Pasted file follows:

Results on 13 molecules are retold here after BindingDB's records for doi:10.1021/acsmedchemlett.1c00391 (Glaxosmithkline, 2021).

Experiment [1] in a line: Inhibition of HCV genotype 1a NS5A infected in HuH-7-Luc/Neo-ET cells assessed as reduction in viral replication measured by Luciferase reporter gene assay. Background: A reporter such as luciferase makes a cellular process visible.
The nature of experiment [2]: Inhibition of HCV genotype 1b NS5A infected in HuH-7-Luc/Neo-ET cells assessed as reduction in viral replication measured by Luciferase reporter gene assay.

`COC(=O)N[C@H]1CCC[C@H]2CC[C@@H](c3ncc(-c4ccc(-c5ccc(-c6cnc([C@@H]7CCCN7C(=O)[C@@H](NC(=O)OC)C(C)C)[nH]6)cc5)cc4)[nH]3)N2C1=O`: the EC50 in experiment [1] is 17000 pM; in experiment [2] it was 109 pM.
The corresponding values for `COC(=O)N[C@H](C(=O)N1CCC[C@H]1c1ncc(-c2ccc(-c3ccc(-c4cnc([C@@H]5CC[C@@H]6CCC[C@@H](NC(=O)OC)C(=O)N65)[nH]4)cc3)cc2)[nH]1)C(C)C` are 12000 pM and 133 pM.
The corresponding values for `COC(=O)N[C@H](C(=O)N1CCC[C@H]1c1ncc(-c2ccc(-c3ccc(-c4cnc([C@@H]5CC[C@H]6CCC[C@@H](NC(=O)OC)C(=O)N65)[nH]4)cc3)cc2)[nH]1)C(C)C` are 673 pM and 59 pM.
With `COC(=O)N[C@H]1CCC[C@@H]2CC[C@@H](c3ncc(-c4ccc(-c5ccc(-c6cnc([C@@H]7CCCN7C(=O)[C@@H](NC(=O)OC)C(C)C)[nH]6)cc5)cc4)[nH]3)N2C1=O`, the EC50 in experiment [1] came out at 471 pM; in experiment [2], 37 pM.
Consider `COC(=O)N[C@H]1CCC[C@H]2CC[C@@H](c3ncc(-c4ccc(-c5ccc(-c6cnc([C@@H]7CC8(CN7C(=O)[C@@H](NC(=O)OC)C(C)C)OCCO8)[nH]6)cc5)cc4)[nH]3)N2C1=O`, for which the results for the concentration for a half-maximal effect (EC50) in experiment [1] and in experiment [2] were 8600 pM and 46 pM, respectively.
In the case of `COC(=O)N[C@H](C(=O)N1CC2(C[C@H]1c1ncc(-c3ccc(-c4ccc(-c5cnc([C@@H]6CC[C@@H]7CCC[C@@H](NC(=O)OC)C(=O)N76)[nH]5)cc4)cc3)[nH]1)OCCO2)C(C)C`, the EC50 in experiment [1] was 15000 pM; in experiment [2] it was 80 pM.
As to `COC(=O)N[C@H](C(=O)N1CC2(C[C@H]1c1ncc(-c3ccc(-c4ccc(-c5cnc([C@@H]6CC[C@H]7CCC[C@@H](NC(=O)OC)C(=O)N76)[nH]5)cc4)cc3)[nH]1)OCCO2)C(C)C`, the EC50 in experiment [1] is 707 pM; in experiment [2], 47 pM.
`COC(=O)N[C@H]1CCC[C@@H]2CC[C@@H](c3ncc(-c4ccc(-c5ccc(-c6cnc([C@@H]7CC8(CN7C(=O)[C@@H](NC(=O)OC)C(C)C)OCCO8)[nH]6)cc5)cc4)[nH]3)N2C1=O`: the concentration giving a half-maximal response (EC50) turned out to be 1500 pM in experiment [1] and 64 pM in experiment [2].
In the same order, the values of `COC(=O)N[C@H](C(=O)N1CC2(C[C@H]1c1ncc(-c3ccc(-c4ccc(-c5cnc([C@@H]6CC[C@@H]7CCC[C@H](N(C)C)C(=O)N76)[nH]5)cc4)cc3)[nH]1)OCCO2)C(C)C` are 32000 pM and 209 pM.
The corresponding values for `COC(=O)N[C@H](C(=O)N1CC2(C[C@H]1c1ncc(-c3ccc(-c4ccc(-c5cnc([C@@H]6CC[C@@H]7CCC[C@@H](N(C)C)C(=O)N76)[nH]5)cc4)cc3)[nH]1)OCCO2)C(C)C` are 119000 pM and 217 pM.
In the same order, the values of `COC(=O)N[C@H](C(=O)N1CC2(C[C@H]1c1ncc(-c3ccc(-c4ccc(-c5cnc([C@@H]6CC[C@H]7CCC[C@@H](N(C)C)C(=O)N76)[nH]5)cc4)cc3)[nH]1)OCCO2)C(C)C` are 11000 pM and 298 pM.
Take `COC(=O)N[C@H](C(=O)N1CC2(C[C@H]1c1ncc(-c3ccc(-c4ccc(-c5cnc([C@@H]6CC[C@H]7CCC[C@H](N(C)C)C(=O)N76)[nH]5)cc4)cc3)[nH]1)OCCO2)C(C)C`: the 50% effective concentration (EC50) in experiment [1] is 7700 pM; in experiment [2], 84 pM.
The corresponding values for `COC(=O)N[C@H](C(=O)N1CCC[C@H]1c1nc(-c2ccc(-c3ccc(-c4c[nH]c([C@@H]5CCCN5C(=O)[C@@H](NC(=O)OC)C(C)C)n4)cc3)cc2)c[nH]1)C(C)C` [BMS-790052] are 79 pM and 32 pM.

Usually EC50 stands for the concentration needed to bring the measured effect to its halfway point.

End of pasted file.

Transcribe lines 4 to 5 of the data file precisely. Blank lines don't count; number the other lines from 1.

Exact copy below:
`COC(=O)N[C@H]1CCC[C@H]2CC[C@@H](c3ncc(-c4ccc(-c5ccc(-c6cnc([C@@H]7CCCN7C(=O)[C@@H](NC(=O)OC)C(C)C)[nH]6)cc5)cc4)[nH]3)N2C1=O`: the EC50 in experiment [1] is 17000 pM; in experiment [2] it was 109 pM.
The corresponding values for `COC(=O)N[C@H](C(=O)N1CCC[C@H]1c1ncc(-c2ccc(-c3ccc(-c4cnc([C@@H]5CC[C@@H]6CCC[C@@H](NC(=O)OC)C(=O)N65)[nH]4)cc3)cc2)[nH]1)C(C)C` are 12000 pM and 133 pM.